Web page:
1. Cancellation prior to 30 days from date of departure : Full Refund
  2. Cancellation between 30 days to 20 days prior to date of departure: 50% Refund
  3.  Cancellation between 20 days prior to date of departure and departure date: No Refund
  4. No Show : No Refund

FAQ

What is trekking?
A trek is a mountain walk from place to place, rather than just rambling or day walking from a fixed base. A trek is not necessarily more arduous or uncomfortable than centre-based sojourns; we believe they are more interesting and rewarding. Trekking appeals to different people for different reasons. Most are drawn to the healthy exercise and magnificent mountain scenery, both of which are fully guaranteed. Because of the type of treks we operate, Himalayan Fantasy particularly appeals to those who are seeking unspoiled areas and an opportunity to experience the indigenous culture, history and traditions of a region. For some- certainly not everyone the lure of trekking is the desire to take on a strenuous, testing high-altitude route. Trekking is a way of life in the mountains-one needs to walk to live.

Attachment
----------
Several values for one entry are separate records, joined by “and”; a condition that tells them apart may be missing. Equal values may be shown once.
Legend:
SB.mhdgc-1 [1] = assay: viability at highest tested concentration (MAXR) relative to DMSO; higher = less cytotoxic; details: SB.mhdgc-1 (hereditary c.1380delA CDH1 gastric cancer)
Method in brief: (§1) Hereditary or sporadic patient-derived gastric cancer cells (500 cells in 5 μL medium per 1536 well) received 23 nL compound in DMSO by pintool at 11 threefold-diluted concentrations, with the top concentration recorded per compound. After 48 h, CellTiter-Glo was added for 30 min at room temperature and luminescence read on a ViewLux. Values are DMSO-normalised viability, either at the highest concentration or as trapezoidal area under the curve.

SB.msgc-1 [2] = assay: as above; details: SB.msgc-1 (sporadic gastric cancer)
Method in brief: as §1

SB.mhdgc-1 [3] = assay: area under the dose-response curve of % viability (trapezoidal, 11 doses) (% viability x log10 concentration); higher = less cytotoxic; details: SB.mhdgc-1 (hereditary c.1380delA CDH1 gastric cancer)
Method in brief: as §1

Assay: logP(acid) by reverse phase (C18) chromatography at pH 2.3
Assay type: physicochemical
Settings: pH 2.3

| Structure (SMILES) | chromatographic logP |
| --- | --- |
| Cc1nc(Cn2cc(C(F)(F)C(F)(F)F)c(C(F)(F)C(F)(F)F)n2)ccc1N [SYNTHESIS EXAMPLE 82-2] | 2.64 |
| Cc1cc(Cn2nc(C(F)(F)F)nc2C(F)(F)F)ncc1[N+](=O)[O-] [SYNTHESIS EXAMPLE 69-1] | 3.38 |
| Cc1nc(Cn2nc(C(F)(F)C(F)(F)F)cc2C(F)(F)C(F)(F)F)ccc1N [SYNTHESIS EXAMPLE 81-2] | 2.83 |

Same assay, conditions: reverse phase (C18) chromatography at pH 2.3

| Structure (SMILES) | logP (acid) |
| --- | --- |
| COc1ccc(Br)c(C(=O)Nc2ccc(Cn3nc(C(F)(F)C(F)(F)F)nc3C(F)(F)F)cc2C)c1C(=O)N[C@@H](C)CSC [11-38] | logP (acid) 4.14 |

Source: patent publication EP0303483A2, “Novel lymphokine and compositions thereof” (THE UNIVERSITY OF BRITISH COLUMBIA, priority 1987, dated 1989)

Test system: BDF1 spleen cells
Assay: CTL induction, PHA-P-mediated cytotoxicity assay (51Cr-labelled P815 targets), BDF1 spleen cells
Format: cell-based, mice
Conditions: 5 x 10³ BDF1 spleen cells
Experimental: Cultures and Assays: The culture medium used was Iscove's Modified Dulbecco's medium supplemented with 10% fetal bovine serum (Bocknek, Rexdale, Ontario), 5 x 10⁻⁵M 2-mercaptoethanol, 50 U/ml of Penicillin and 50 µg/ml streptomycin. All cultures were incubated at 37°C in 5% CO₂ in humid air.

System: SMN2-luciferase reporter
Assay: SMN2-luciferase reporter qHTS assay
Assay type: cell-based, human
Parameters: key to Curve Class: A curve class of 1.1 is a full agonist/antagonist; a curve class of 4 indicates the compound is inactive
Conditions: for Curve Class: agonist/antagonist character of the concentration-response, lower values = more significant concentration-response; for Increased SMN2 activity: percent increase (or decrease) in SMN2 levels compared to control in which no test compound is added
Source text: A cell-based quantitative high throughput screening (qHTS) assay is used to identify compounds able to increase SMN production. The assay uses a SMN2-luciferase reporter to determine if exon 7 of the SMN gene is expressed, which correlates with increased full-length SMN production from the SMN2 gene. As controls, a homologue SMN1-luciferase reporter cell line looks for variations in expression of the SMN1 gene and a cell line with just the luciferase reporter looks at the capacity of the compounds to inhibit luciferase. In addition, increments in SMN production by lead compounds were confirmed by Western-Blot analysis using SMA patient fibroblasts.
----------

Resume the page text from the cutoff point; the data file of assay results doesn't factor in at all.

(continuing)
How long is the trek and how far each day walking?
Generally the trek duration depends on your interest and location of trek. Your trek can last anywhere from 2-3 days to an entire month or longer if you wish. We can accommodate day hikes, cultural visits to local villages, and relaxing rest days on your trek. The decision is up to you. It is difficult to reply you when you ask how far each day walking but it is best answered in terms of time rather than distance, as mileage is dictated by altitude and terrain. Walking time, including rests, ranges from four to eight hours but there is no hard and fast rule.

How difficult are the treks?